By Robert Y. Lin, MD
The American Academy of Allergy, Asthma and Immunology has raised the specter of new requirements for the preparation of allergen extracts in the United States. The U.S. Federal Food, Drug, and Cosmetics Act designates the United States Pharmacopeia and The National Formulary (USP–NF) as official compendia for drugs marketed in the United States. A drug product in the U.S. market must conform to the standards in USP–NF to avoid possible charges of adulteration and misbranding. One of the key aspects of the requirements is safety related to improper medication handling.
Immunotherapy extracts are typically prepared by allergy offices and are customized for each patient based on documented sensitivity, prior treatments, clinical relevance and patient goals. Allergen extracts are most frequently administered in the allergy office, where adjustments of dosing can be made based on side effects, and deviations from the scheduled injections. The proposal by the USP-NF would require allergen preparations to be made with shorter expiration dates despite the fact that significant infections from allergen immunotherapy has not in fact been documented and bacteriologic studies relating to infection risk to shorter expiration dates has not been published.
The concept of discarding opened vials after a given period of time relates to the possibility of contamination, for example with multidose vials for use in different patients. Some medications that are typically provided as a multi-dose vial for different patients include purified protein derivative (a skin test for tuberculosis) and influenza vaccine. A vial may have an expiration date in the next calendar year, but the vial will have a label, “discard within 30 days after opening”. Hospitals typically have this 30-day requirement for all opened vials.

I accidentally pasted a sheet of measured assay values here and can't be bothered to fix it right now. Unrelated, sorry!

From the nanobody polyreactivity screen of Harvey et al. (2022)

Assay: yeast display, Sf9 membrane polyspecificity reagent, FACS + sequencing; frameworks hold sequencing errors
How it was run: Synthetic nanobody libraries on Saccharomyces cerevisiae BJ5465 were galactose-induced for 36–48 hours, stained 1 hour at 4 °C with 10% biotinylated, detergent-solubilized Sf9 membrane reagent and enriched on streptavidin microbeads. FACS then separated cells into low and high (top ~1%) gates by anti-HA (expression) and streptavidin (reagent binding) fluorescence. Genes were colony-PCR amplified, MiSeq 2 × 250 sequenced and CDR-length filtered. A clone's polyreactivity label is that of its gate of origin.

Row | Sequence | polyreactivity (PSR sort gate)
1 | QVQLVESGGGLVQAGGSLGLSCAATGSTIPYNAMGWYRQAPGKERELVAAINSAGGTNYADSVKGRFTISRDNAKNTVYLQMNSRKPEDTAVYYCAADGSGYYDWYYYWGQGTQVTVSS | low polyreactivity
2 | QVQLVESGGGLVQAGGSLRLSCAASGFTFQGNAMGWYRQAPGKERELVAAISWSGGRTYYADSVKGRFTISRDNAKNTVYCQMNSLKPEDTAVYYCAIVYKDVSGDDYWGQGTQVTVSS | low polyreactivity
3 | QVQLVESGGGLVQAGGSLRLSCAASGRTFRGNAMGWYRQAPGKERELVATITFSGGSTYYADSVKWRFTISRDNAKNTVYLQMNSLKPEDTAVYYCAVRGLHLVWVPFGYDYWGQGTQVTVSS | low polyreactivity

There is a concept in modern medicine called “evidence-based medicine”. It means that our practice of medicine should be grounded in proven outcomes. Does the discarding of vials opened for more than 30 days result in less contamination than discarding allergy vials after 60 days or 90 days or 180 days? Are individual patients vials that are 6 months old prone to infection? There is no evidence that this is the case. Should patients and the health case system have to bear the cost of preparing new vials every month when they can be prepared every 6 months for a fraction of that cost without any risk of infection? Would this requirement increase the labor for preparation requirement/costs and force allergists to use third-party companies to prepare the vials? Wastage from unfunded mandates and policies not grounded in evidence is not in the interest of allergy patients.
Dr. Robert Y. Lin, completed his bachelor’s degree at University of California, Berkeley and received his medical degree from SUNY-Downstate, where he also completed clinical training in internal medicine and allergy/immunology. He has been professor of medicine at New York Medical College since 1995 and was appointed professor of clinical medicine at Weill-Cornell Medical College in 2012. He also served as president of the New York Allergy & Asthma Society. He has a master’s degree in biostatistics and is involved with medical care utilization. For 20 years he headed allergy and immunology at St Vincent’s Hospital, where he researched and published in many areas including sepsis, asthma, allergic rhinitis, AIDS, food allergy and anaphylaxis. He is editor-in-chief of The Internet Journal of Asthma, Allergy, and Immunology and has lectured extensively. Now at New York Presbyterian – Lower Manhattan Hospital, he treats both adults and children in both outpatient and inpatient settings. His offices are at or near the hospital. Dr. Lin is also a consultant and speaker.